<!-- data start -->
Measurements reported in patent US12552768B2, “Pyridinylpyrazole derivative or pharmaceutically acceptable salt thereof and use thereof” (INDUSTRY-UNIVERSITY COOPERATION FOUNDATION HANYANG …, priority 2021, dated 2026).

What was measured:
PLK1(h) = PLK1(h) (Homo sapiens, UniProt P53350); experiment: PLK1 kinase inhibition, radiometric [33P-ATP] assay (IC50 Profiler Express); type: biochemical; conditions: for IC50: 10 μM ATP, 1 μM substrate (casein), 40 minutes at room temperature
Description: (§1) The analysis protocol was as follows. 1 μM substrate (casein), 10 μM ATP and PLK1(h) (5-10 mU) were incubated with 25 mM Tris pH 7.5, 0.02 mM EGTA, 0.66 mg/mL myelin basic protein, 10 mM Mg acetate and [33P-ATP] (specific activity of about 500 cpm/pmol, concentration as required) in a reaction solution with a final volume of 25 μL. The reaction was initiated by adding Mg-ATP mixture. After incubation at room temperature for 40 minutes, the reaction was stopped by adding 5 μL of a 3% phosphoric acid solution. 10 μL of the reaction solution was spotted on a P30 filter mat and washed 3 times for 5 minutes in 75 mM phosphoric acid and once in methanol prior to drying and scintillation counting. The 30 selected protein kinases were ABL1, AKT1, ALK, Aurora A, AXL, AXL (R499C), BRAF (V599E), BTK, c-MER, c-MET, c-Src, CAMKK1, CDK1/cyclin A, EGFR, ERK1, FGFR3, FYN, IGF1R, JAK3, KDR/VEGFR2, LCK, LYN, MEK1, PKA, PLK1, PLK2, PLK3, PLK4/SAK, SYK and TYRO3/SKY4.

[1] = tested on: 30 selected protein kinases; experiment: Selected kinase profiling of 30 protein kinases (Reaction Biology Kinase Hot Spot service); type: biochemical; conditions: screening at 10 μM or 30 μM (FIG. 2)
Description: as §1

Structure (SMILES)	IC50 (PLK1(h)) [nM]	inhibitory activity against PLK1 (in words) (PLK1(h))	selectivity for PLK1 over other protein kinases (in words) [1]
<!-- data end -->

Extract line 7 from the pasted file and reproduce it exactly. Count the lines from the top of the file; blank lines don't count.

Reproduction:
Structure (SMILES)	IC50 (PLK1(h)) [nM]	inhibitory activity against PLK1 (in words) (PLK1(h))	selectivity for PLK1 over other protein kinases (in words) [1]